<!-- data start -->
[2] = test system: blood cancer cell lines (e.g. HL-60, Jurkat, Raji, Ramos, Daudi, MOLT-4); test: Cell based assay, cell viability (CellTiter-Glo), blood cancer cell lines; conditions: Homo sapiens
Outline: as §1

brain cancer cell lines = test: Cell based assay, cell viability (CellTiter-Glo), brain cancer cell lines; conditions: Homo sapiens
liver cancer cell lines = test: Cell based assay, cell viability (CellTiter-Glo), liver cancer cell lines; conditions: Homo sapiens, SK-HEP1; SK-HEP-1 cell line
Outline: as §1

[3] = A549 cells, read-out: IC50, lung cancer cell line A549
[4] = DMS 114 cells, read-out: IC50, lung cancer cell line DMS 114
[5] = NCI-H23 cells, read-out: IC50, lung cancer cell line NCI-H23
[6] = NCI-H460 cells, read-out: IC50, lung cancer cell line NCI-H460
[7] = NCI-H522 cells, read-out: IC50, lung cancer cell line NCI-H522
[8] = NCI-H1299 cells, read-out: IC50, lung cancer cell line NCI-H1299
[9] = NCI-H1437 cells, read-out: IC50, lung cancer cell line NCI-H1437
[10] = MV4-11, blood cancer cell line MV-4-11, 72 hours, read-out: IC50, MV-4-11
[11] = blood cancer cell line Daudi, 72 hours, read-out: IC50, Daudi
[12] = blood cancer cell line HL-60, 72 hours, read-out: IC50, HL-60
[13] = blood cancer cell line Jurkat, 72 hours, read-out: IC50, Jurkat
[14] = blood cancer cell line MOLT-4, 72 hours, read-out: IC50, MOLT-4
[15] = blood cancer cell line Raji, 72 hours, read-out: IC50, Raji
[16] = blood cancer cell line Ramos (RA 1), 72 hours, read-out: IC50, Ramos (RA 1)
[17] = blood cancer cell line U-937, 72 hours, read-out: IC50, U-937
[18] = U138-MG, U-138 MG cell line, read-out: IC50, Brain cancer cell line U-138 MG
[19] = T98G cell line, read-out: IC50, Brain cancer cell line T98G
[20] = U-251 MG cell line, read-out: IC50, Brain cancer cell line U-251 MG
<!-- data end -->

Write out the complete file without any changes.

[2] = test system: blood cancer cell lines (e.g. HL-60, Jurkat, Raji, Ramos, Daudi, MOLT-4); test: Cell based assay, cell viability (CellTiter-Glo), blood cancer cell lines; conditions: Homo sapiens
Outline: as §1

brain cancer cell lines = test: Cell based assay, cell viability (CellTiter-Glo), brain cancer cell lines; conditions: Homo sapiens
liver cancer cell lines = test: Cell based assay, cell viability (CellTiter-Glo), liver cancer cell lines; conditions: Homo sapiens, SK-HEP1; SK-HEP-1 cell line
Outline: as §1

[3] = A549 cells, read-out: IC50, lung cancer cell line A549
[4] = DMS 114 cells, read-out: IC50, lung cancer cell line DMS 114
[5] = NCI-H23 cells, read-out: IC50, lung cancer cell line NCI-H23
[6] = NCI-H460 cells, read-out: IC50, lung cancer cell line NCI-H460
[7] = NCI-H522 cells, read-out: IC50, lung cancer cell line NCI-H522
[8] = NCI-H1299 cells, read-out: IC50, lung cancer cell line NCI-H1299
[9] = NCI-H1437 cells, read-out: IC50, lung cancer cell line NCI-H1437
[10] = MV4-11, blood cancer cell line MV-4-11, 72 hours, read-out: IC50, MV-4-11
[11] = blood cancer cell line Daudi, 72 hours, read-out: IC50, Daudi
[12] = blood cancer cell line HL-60, 72 hours, read-out: IC50, HL-60
[13] = blood cancer cell line Jurkat, 72 hours, read-out: IC50, Jurkat
[14] = blood cancer cell line MOLT-4, 72 hours, read-out: IC50, MOLT-4
[15] = blood cancer cell line Raji, 72 hours, read-out: IC50, Raji
[16] = blood cancer cell line Ramos (RA 1), 72 hours, read-out: IC50, Ramos (RA 1)
[17] = blood cancer cell line U-937, 72 hours, read-out: IC50, U-937
[18] = U138-MG, U-138 MG cell line, read-out: IC50, Brain cancer cell line U-138 MG
[19] = T98G cell line, read-out: IC50, Brain cancer cell line T98G
[20] = U-251 MG cell line, read-out: IC50, Brain cancer cell line U-251 MG